China opposes restriction on Chinese mineral firms to divest in Canada
Ottawa ordered three China-originated foreign companies to divest investments in Canadian critical mineral firms over alleged concerns for Canada's national security.
The Chinese Ministry of Commerce said on Sunday that China strongly disagrees with the restrictive measures imposed by the Canadian government on Chinese mineral firms, forcing Canadian companies to withdraw their investments in Canada's critical mineral firms involved in lithium mining projects.
"The Chinese side resolutely opposes Canada's actions that violate and block normal business cooperation between Chinese and Canadian companies on the pretext of protection of national security," the Ministry said in a statement.
The Commerce Ministry also requested Canada to cease the provocative politicization of economic and trade relations and promote a fair and non-discriminatory business environment for foreign investors, including Chinese investors.
The Ministry said the government of the PRC would take adequate measures to safeguard the legitimate interests of its companies.
On Wednesday, Ottawa ordered three China-originated foreign companies to divest investments in Canadian critical mineral firms over alleged concerns for Canada's national security.
According to a statement issued by Industry Minister Francois-Philippe Champagne, Sinomine Rare Metals Resources Co. Limite was asked to sell its investment in Power Metals Corp, Chengze Lithium International Limited was asked to divest itself of its investment in Lithium Chile Inc, and Zangge Mining Investment (Chengdu) Co. Ltd. is required to exit from Ultra Lithium Inc.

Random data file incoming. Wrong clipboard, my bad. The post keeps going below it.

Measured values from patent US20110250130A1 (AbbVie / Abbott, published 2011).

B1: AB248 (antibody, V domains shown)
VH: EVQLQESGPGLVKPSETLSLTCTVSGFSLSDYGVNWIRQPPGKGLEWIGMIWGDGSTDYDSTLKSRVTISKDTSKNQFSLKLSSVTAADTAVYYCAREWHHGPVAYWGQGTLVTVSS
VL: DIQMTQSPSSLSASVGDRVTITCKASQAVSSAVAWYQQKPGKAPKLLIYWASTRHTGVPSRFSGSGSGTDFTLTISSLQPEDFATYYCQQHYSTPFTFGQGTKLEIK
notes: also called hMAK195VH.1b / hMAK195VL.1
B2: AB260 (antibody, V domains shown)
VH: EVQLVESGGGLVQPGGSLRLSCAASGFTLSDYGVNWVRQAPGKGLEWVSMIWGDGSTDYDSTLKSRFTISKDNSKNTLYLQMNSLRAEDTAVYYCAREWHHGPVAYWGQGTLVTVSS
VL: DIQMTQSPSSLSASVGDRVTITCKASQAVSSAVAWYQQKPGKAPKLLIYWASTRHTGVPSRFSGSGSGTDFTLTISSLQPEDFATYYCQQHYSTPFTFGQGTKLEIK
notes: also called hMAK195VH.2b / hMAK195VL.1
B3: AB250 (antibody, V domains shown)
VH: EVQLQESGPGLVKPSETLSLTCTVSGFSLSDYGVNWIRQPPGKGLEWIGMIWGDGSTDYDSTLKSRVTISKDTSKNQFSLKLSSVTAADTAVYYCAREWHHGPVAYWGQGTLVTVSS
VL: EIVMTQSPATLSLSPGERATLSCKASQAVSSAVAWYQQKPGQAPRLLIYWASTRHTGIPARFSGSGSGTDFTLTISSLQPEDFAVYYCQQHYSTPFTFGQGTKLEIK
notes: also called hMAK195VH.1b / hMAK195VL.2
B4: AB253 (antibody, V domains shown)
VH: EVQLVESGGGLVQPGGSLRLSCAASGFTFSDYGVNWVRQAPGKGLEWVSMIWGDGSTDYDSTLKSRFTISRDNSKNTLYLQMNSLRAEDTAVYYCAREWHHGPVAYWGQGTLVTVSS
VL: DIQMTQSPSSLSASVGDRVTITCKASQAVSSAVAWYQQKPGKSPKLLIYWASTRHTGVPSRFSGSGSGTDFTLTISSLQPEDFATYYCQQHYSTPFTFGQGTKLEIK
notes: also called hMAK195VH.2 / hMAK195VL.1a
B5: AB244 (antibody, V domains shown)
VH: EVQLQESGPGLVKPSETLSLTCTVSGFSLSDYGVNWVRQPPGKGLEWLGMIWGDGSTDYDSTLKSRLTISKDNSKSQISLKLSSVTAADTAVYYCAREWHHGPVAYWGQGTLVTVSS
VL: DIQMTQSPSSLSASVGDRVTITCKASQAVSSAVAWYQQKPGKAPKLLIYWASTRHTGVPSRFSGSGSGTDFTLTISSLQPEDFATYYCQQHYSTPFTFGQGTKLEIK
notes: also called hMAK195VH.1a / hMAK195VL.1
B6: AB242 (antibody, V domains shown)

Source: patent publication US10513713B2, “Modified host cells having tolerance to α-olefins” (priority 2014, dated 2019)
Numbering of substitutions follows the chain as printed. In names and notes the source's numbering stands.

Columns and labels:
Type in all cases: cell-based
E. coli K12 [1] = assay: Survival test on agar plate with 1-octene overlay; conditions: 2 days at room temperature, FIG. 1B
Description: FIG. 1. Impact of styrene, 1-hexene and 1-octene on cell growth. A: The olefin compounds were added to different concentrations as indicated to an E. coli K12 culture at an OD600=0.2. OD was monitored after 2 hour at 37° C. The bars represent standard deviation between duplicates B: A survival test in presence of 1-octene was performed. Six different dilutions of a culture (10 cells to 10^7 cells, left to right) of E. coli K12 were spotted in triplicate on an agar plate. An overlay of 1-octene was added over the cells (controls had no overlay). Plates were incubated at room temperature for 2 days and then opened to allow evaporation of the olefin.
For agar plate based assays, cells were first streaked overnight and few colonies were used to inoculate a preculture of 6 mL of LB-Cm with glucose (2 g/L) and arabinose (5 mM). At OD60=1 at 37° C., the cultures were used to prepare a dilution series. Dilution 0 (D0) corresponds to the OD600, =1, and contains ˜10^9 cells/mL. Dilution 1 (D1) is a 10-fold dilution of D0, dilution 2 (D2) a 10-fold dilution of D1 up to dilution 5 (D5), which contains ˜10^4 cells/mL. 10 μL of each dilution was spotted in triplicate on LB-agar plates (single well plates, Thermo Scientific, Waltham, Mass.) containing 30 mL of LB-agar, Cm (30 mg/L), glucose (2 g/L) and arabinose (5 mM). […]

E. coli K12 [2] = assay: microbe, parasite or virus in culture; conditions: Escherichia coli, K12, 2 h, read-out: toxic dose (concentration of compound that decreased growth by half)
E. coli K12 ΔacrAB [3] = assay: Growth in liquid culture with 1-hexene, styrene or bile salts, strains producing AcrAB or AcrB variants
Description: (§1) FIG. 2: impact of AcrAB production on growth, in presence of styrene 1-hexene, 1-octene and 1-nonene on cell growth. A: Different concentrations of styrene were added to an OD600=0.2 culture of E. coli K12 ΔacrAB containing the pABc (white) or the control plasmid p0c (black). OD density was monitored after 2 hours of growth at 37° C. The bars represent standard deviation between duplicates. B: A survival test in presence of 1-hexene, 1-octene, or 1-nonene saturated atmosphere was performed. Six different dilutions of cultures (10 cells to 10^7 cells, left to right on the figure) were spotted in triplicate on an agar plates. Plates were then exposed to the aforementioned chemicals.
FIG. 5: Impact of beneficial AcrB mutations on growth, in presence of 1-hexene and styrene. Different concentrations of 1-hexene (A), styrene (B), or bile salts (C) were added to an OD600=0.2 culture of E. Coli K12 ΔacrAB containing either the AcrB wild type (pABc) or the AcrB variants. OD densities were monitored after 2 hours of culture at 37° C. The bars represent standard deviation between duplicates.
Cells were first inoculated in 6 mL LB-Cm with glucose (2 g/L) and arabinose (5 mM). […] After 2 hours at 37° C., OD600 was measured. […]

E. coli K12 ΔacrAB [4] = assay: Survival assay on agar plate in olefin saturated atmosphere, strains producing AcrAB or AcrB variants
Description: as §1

Although China has insisted on a neutral position in the war in Ukraine, the US has been spearheading an international campaign to punish the Asian country economically.
Apart from US Speaker Nancy Pelosi's provoking visit to Taiwan in early August, the sale of weapons to Taiwan, the frequent sailing of warships in the Taiwan Straits that the western community arrogantly refers to as "international waters", adding Chinese firms to 'unverified' control lists, the embargo on the sale of technologies to China, and the block on the purchase of microchips add up to the US' "punishing" measures.
The US has influenced other countries to follow suit.
On June 6, China warned the Canadian air force against threatening China's national security as Ottawa ramped up intelligence activities in the region.
On September 21, a Canadian warship entered Taiwan Strait with the Navy's 7th Fleet stating that the ship "entered through a corridor in the Strait that is beyond the territorial sea of any coastal State."
On October 12, former UK PM Liz Truss announced that the British government had officially designated China as a “threat” to the UK, marking a major shift in the UK's foreign policy.
On November 1, German Chancellor Olaf Sfcholz's visit to China will kick-start developments regarding Chinese-German cooperation despite that the Chancellor was warned by the EU not to allow Chinese investors to invest in the Hamburg port.